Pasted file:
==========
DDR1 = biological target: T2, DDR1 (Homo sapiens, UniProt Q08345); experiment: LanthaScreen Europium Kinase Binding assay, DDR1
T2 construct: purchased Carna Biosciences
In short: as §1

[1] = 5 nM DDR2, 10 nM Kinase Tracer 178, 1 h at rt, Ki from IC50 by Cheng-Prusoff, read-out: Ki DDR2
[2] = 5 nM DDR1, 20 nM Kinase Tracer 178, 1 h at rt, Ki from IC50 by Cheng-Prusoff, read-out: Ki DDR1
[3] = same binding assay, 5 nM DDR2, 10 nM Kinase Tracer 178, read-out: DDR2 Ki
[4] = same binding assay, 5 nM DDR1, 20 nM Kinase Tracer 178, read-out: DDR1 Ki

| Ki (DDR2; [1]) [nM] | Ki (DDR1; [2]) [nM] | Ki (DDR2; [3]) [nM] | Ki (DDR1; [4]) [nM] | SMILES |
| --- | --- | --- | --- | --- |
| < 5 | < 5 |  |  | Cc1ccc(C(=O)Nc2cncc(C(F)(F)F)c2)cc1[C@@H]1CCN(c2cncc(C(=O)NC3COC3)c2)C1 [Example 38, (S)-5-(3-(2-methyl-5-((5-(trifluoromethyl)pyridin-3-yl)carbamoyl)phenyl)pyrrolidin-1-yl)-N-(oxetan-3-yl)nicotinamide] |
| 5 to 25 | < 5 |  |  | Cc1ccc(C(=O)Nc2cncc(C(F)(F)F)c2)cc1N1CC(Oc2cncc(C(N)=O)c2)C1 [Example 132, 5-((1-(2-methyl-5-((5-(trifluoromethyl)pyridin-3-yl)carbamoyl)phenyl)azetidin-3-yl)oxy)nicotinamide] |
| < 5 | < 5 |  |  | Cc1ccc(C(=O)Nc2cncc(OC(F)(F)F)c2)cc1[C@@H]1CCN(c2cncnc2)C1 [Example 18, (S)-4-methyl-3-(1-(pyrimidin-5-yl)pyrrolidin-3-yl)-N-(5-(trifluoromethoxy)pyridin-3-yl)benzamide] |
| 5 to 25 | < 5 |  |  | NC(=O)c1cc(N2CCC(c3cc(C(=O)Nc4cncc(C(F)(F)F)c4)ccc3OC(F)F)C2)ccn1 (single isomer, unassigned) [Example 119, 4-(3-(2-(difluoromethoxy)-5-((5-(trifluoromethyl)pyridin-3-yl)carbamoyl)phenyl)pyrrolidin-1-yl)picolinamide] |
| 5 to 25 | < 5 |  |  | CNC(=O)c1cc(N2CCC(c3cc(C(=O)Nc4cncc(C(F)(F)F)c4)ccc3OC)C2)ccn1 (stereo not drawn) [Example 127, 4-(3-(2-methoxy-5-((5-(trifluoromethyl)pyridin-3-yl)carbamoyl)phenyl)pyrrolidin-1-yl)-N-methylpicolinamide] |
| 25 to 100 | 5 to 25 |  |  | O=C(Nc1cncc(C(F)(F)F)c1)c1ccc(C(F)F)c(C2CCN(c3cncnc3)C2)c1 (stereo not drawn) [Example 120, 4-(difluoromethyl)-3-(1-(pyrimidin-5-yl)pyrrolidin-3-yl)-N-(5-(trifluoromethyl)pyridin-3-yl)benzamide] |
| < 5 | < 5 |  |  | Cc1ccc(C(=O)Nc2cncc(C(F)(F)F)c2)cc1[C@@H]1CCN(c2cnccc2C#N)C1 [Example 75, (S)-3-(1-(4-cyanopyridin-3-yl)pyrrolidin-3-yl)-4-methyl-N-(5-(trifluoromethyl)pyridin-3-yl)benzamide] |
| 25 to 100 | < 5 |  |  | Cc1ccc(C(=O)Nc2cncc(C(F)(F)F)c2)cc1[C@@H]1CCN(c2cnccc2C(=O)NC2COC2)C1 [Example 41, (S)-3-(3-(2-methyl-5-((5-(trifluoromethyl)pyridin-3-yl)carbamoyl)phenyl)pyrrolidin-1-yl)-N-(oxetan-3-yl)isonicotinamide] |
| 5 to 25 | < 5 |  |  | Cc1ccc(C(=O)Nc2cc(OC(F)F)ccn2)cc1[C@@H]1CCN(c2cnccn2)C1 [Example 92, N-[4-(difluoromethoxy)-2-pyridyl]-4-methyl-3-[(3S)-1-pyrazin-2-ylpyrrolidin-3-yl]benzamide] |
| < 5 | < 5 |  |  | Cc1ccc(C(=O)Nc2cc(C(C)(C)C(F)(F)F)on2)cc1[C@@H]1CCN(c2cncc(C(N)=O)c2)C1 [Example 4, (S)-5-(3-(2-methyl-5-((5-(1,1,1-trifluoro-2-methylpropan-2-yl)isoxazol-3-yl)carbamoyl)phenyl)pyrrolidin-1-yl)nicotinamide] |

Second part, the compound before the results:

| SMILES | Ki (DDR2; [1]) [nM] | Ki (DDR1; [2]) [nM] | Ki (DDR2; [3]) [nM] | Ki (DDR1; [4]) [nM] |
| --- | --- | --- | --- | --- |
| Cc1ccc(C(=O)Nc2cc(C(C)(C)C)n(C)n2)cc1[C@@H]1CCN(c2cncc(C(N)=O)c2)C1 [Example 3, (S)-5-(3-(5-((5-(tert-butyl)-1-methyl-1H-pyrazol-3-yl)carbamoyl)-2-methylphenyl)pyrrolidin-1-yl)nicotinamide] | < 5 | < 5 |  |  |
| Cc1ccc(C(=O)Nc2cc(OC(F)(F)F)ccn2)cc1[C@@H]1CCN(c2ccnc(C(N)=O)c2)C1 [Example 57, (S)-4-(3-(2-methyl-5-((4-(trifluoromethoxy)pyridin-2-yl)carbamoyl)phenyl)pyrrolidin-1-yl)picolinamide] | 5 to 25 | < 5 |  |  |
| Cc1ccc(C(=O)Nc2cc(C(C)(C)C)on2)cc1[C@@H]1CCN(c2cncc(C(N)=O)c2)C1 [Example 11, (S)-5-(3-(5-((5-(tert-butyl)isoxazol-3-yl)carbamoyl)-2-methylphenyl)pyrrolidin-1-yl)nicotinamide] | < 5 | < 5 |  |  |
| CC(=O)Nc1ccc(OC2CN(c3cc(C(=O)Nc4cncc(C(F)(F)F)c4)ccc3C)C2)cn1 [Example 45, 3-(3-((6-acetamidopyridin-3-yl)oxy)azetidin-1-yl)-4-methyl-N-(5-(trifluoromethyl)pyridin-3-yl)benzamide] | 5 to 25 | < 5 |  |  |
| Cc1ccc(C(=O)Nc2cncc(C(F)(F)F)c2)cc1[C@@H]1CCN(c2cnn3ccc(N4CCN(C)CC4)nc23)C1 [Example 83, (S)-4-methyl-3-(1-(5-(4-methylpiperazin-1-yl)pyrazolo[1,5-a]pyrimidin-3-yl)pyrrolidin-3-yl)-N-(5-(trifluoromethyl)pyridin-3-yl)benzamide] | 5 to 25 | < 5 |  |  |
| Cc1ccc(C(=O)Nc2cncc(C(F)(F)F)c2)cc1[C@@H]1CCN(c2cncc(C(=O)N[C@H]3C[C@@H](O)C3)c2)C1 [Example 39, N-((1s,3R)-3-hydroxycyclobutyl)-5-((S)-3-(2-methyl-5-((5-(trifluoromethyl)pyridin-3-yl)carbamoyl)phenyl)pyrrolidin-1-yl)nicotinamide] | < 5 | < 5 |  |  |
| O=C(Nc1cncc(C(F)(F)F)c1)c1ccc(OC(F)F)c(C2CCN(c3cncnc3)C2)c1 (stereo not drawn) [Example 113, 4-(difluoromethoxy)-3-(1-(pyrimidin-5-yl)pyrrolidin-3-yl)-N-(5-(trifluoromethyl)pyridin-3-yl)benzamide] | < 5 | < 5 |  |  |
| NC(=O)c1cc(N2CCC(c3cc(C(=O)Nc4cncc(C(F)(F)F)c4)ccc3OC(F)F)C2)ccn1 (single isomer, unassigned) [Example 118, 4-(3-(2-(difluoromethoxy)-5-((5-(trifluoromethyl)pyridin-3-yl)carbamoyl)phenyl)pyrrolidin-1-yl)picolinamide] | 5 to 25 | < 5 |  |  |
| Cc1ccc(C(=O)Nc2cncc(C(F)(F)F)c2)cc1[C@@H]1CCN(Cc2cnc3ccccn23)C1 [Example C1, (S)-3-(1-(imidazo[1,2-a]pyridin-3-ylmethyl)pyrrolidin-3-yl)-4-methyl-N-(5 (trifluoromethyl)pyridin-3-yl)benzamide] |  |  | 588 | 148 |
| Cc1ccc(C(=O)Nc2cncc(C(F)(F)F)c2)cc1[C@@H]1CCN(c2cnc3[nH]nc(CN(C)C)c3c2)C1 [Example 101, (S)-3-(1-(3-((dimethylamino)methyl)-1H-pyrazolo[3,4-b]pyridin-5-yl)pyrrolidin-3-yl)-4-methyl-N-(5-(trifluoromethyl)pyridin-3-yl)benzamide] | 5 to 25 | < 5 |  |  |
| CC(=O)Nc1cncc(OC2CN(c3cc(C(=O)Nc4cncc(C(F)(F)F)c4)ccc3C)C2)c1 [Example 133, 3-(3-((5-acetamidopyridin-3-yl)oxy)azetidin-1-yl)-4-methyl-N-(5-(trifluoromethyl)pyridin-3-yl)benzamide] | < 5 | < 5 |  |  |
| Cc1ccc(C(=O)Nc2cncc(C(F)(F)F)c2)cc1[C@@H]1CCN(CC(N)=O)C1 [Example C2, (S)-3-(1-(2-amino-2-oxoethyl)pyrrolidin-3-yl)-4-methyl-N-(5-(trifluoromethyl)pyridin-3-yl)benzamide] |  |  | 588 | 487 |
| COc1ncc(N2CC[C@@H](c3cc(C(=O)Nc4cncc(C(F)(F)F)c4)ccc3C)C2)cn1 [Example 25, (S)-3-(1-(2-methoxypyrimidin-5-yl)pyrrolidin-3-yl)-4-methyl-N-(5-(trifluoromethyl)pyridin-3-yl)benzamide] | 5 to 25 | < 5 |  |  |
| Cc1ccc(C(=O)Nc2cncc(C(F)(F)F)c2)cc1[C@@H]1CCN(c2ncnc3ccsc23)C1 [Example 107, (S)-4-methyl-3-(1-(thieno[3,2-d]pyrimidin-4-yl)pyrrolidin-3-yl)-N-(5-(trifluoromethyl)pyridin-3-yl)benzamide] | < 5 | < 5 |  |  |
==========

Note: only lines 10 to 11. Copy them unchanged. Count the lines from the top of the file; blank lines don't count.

| < 5 | < 5 |  |  | Cc1ccc(C(=O)Nc2cncc(C(F)(F)F)c2)cc1[C@@H]1CCN(c2cncc(C(=O)NC3COC3)c2)C1 [Example 38, (S)-5-(3-(2-methyl-5-((5-(trifluoromethyl)pyridin-3-yl)carbamoyl)phenyl)pyrrolidin-1-yl)-N-(oxetan-3-yl)nicotinamide] |
| 5 to 25 | < 5 |  |  | Cc1ccc(C(=O)Nc2cncc(C(F)(F)F)c2)cc1N1CC(Oc2cncc(C(N)=O)c2)C1 [Example 132, 5-((1-(2-methyl-5-((5-(trifluoromethyl)pyridin-3-yl)carbamoyl)phenyl)azetidin-3-yl)oxy)nicotinamide] |